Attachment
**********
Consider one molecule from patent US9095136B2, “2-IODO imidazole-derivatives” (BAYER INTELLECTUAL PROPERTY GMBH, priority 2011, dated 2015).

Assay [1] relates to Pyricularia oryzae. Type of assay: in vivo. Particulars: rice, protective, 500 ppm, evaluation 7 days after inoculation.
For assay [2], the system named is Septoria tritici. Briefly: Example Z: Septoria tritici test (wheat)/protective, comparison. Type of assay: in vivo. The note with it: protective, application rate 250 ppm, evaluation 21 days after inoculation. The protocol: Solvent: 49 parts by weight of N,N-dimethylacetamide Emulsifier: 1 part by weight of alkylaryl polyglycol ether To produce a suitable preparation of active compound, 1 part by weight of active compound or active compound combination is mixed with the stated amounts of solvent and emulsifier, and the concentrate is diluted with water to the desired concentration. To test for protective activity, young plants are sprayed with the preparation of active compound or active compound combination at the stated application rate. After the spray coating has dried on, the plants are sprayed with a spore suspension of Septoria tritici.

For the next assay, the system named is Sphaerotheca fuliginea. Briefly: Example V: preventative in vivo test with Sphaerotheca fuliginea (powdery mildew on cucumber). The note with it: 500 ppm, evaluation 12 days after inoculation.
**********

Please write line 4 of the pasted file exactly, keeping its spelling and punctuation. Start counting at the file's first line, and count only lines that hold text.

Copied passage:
For the next assay, the system named is Sphaerotheca fuliginea. Briefly: Example V: preventative in vivo test with Sphaerotheca fuliginea (powdery mildew on cucumber). The note with it: 500 ppm, evaluation 12 days after inoculation.